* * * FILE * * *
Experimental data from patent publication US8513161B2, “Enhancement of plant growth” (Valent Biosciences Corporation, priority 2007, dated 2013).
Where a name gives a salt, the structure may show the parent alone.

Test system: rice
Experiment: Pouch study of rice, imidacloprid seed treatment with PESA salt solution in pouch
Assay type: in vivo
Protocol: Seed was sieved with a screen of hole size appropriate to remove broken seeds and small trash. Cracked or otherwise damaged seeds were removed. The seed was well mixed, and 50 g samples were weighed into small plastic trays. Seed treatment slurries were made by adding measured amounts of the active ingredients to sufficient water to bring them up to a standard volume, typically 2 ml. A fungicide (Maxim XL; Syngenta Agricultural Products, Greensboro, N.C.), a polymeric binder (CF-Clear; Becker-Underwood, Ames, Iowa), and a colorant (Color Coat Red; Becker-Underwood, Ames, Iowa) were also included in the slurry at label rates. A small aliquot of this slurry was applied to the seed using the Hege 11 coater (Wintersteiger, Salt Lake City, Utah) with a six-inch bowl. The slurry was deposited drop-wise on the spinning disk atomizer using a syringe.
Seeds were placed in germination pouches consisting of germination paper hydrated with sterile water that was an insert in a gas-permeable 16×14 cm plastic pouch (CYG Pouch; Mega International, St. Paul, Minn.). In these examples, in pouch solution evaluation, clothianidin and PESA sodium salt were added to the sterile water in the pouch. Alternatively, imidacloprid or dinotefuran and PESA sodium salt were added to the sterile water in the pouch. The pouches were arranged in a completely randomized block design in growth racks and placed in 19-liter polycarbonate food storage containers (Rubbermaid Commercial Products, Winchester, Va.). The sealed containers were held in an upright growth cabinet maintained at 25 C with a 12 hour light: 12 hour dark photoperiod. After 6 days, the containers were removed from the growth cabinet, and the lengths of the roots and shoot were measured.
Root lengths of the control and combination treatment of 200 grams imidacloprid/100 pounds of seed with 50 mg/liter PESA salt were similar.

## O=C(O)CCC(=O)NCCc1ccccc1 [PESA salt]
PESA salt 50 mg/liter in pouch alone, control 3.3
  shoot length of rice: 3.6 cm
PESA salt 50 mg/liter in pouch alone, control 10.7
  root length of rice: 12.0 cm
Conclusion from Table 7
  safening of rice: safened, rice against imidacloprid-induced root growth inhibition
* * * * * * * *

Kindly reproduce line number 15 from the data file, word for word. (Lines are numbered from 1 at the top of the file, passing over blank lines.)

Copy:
  safening of rice: safened, rice against imidacloprid-induced root growth inhibition